Anti-terrorist officers investigating who recruited Nasser Muthana to join Isis raid address in Midlands
Anti-terror police staged co-ordinated raids connected to an “ongoing Syria-related investigation” last week as the authorities investigate links between the Cardiff jihadis and a suspected jihadi recruiter in the West Midlands.
Officers from the West Midlands counter-terrorism unit raided addresses in King’s Heath, south Birmingham, and Maida Vale, London, on Wednesday.
The raids came after The Telegraph disclosed that Nasser Muthana, one of the Cardiff youths in the jihadi propaganda video released 10 days ago, travelled from the Welsh capital to Gatwick Airport via Coventry, an unusually circuitous route.
Coventry is about 10 miles from King’s Heath. Three teenagers from Coventry – Ali Kalantar, 18, Rashed Amani, 19, and Mohammed Hadi, also 19 – have disappeared from their homes this year and are believed to be fighting with Isis jihadis in Syria. Another half-dozen or so youths in the city are believed to be at risk.
The London address raided is that of Abdel-Majed Abdel Bary, 23, an extremist former rapper who left last year to join the fighting in Syria. Using the name Abu Kalashnikov, Bary has encouraged others to join the jihad in the country. No arrests were made in either raid. A police spokesman said it was in connection with an “ongoing Syria-related investigation”.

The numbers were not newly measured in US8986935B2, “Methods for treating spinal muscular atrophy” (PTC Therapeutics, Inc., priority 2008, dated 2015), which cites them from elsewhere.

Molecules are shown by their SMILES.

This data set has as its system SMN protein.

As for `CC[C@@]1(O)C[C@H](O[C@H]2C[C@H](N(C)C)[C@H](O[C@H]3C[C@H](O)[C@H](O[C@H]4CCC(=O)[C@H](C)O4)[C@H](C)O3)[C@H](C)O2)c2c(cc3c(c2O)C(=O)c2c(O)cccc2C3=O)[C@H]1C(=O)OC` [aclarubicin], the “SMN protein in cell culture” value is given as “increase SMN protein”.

The developments come as a new picture emerged of Reyaad Khan, one of the Cardiff jihadis, at the hardline Al-Manar mosque in the city, which local Muslims accuse of helping to radicalise the men. The mosque, where Khan and Muthana worshipped, holds frequent sessions with extremist preachers, including one closely linked to al-Qaeda, Muhammad Mustafa al-Muqri.
Another hardliner in Cardiff believed to have been in contact with at least one of the boys is Sajid Idris, also known as Abu Hajar, the local leader of a number of groups supporting the banned organisation Al-Muhajiroun. The groups have used a number of different names, including Islamic Path, Supporters of Tawheed and the Islamic Dawah Association, the last of which was banned last week under anti-terror laws as a front for Al-Muhajiroun.
Before they were deleted last week, videos on the group’s YouTube channel showed Idris handing out leaflets in Cardiff city centre and attempting to recruit students near the city’s university. Muthana is believed to have joined some of the leafleting sessions.
Last month on his Twitter account, also now deleted, Idris posted strong support for Al-Muhajiroun’s deported leader, Omar Bakri Mohammed.
Idris is a postman and sources in the Muslim community in Cardiff said he was given space on Royal Mail premises to pray and hold meetings, though the company was not available to confirm this.
A number of sources in Cardiff’s Muslim community said they believed that al-Muhajiroun had played only a subsidiary role in the radicalisation of the youths and that al-Manar had been where they spent more time.
via – http://www.telegraph.co.uk/news/uknews/terrorism-in-the-uk/10933250/Cardiff-jihadis-new-police-raids-over-suspected-Syria-links.html